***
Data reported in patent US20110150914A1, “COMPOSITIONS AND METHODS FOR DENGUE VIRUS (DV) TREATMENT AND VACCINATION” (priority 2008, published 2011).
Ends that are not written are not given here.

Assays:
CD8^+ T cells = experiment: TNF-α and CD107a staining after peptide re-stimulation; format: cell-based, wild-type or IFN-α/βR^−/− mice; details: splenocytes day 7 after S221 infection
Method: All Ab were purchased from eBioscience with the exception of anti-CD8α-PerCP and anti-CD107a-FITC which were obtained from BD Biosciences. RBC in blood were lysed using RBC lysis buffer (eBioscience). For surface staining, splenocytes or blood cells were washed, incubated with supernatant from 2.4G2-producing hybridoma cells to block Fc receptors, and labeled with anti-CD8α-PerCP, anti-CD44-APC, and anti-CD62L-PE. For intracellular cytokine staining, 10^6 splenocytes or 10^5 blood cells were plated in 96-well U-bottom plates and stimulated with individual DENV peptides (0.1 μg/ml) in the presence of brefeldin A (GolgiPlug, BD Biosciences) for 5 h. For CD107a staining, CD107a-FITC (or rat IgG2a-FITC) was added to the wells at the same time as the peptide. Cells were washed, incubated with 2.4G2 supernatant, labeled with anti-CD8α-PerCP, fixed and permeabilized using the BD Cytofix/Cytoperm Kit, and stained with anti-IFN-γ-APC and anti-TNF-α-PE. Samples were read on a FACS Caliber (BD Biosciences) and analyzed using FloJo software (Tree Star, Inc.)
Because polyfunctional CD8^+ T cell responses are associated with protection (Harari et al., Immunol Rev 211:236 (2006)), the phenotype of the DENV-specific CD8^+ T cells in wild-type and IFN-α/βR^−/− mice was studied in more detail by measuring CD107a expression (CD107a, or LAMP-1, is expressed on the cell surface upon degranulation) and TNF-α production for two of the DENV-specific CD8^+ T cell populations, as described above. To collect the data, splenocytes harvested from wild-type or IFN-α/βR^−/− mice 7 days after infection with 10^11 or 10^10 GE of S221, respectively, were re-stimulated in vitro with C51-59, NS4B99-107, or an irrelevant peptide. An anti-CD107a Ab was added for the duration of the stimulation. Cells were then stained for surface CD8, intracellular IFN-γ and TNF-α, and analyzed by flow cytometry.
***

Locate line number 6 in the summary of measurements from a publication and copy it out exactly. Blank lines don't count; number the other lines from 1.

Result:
Because polyfunctional CD8^+ T cell responses are associated with protection (Harari et al., Immunol Rev 211:236 (2006)), the phenotype of the DENV-specific CD8^+ T cells in wild-type and IFN-α/βR^−/− mice was studied in more detail by measuring CD107a expression (CD107a, or LAMP-1, is expressed on the cell surface upon degranulation) and TNF-α production for two of the DENV-specific CD8^+ T cell populations, as described above. To collect the data, splenocytes harvested from wild-type or IFN-α/βR^−/− mice 7 days after infection with 10^11 or 10^10 GE of S221, respectively, were re-stimulated in vitro with C51-59, NS4B99-107, or an irrelevant peptide. An anti-CD107a Ab was added for the duration of the stimulation. Cells were then stained for surface CD8, intracellular IFN-γ and TNF-α, and analyzed by flow cytometry.